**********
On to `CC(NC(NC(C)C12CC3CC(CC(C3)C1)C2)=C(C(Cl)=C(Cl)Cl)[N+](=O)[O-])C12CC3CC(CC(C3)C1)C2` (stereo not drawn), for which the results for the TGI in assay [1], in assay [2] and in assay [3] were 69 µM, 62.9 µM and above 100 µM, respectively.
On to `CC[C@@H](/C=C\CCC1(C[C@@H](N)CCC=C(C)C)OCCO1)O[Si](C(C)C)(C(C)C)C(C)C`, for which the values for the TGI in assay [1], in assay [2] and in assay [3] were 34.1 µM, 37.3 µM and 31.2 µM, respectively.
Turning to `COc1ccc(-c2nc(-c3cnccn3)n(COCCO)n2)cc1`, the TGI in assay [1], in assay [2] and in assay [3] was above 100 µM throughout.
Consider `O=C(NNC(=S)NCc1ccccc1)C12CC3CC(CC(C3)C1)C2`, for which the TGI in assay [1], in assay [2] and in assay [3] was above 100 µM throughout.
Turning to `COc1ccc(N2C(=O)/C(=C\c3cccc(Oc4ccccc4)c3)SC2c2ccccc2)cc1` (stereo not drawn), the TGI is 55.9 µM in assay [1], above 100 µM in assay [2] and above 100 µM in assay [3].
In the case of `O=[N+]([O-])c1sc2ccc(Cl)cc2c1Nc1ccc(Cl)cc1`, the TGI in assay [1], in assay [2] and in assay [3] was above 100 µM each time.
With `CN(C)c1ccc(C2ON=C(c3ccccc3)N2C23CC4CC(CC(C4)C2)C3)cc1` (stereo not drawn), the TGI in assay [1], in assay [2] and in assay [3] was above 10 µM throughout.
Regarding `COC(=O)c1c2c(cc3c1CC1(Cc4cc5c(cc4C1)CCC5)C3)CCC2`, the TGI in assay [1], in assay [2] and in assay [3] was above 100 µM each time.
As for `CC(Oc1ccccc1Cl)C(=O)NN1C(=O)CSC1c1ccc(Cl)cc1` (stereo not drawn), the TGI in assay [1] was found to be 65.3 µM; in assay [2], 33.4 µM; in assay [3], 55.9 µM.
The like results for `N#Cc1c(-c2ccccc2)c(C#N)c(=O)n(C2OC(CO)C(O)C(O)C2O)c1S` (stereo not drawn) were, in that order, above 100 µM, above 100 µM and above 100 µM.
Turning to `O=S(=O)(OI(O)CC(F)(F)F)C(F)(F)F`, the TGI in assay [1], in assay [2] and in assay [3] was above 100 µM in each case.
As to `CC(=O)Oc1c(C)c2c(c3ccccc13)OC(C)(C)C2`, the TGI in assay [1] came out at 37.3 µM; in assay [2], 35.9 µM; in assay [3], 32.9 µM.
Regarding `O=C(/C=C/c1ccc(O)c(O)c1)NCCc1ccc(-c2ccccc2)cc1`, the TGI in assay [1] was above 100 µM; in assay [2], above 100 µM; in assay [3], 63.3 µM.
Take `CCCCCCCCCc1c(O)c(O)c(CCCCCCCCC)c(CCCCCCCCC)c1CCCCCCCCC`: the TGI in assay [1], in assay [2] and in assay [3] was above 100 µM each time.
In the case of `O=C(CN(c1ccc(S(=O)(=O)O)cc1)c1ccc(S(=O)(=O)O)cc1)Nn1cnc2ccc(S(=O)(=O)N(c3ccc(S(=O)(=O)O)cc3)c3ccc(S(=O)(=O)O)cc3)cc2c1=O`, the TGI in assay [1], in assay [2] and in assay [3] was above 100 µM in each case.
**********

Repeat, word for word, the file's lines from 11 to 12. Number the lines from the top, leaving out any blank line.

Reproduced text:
Turning to `O=S(=O)(OI(O)CC(F)(F)F)C(F)(F)F`, the TGI in assay [1], in assay [2] and in assay [3] was above 100 µM in each case.
As to `CC(=O)Oc1c(C)c2c(c3ccccc13)OC(C)(C)C2`, the TGI in assay [1] came out at 37.3 µM; in assay [2], 35.9 µM; in assay [3], 32.9 µM.